It was a pleasure to interview Aijaz for Newsclick. He would come into the studio, sit down in the chair and jokingly ask, ‘What are we going to talk about today?’, although there were days when we would select the topic there and then, and then when the cameras rolled it was as if he had been reading all his life for that moment. It has been mesmerising to go back and watch some of these episodes, as it has been to go back and read his long, wondrous essays for Frontline that introduced us to developments from South America to South-East Asia.
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Yes, indeed, Aijaz was an academic, a political theorist, a literary critic, a poet, a teller of stories and, in fact, a journalist. He was these and more. As a student in the period when the Soviet Union collapsed, his work provided a lifeline out of the cadaverous thinking of neoliberalism and postmodernism to a livelier encounter with a world in perilous motion.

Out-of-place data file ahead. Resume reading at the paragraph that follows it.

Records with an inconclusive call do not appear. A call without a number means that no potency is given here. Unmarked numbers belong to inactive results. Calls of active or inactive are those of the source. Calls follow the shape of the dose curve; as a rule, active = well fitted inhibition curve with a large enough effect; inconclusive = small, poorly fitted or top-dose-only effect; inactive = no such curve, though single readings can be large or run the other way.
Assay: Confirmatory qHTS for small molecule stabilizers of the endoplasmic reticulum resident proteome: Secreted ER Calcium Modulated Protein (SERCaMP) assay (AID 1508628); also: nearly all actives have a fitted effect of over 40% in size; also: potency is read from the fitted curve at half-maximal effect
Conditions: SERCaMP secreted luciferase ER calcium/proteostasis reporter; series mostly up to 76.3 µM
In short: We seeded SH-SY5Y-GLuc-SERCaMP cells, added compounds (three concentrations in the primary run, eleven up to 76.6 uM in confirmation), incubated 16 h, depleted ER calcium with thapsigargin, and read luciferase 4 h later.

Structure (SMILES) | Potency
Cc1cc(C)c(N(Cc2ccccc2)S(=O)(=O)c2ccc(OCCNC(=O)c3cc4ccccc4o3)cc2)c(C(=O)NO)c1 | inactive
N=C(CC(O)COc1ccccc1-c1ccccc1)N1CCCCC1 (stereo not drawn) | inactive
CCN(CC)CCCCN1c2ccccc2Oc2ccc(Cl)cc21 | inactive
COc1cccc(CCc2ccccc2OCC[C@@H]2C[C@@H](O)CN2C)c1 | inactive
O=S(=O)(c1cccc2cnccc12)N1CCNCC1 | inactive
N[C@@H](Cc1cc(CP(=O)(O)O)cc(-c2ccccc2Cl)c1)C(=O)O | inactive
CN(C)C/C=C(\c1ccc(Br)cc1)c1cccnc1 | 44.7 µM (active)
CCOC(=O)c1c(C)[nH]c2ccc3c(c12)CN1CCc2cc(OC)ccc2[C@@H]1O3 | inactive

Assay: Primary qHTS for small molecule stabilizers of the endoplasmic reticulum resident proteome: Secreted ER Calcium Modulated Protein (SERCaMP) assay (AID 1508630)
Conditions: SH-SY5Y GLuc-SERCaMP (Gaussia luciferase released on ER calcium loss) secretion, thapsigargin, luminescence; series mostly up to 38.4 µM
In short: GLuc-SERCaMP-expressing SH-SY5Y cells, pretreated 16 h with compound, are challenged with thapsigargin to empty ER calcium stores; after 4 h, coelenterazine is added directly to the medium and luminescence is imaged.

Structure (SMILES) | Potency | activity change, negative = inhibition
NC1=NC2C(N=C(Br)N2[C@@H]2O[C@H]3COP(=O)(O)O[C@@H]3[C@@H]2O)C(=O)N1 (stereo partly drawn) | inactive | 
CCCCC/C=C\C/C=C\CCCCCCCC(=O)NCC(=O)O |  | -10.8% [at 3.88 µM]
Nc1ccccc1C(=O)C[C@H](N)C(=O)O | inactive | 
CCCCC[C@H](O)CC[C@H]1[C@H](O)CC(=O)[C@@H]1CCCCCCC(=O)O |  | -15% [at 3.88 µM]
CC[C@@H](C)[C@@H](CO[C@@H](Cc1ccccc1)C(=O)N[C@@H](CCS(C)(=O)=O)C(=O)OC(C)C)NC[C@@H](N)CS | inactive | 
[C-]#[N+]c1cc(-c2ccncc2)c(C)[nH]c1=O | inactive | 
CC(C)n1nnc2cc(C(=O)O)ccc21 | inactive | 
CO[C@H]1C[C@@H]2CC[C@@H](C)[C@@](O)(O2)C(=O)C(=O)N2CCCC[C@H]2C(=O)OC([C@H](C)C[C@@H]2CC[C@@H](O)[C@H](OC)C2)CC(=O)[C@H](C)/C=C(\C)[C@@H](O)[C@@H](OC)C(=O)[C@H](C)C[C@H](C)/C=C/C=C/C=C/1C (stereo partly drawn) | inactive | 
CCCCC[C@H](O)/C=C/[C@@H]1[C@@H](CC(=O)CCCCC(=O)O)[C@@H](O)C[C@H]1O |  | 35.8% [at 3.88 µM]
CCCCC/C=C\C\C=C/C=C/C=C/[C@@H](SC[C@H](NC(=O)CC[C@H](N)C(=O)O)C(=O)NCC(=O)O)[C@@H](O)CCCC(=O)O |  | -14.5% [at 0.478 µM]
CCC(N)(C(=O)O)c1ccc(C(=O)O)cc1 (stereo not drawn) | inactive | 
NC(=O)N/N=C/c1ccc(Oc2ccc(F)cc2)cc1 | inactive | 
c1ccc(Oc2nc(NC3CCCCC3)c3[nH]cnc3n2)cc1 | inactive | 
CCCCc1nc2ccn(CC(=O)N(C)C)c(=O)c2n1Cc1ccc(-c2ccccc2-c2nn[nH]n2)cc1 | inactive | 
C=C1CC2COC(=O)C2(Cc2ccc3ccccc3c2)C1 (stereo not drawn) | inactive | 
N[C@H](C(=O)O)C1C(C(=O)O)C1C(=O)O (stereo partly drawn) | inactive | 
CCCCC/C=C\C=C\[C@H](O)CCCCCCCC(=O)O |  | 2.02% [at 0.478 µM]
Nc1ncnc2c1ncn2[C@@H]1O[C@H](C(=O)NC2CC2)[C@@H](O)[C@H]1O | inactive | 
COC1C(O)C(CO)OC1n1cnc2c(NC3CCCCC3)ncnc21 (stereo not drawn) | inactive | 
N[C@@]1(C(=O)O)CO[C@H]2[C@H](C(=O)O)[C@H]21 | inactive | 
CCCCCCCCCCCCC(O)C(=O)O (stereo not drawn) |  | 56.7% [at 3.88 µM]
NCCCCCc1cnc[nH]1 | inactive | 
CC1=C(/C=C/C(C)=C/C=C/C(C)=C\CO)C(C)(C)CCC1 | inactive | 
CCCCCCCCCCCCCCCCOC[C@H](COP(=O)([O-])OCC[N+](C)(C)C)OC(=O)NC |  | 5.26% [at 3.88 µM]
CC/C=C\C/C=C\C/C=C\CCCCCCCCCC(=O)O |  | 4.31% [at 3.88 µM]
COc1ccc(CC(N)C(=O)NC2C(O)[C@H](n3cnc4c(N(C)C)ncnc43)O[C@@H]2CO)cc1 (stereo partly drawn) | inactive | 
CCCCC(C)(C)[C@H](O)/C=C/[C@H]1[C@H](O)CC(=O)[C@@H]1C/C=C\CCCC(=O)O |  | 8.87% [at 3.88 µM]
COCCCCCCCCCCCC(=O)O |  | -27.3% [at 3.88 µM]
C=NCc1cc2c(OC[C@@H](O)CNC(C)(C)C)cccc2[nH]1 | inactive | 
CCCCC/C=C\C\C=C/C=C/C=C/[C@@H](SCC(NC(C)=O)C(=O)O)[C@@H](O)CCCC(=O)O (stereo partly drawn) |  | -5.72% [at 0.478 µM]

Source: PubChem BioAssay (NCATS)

Even in the most desolate times, when it appeared as if there was no horizon before us, Aijaz counselled patience and asked us to hold fast to our commitments. One of those key moments was in 1996, when a fractious political landscape called upon Jyoti Basu of the Communist Party of India (Marxist) to become the Prime Minister of a threadbare coalition. There was a fierce debate in Left circles at that time, with many people making the case that Jyoti Basu could save India from the dual menace of liberalisation and Hindutva. Others argued that this would be a catastrophe, since Jyoti Basu would be a weak Prime Minister of a terribly weak government, and that he would have to adopt policies that were antithetical to the Left agenda.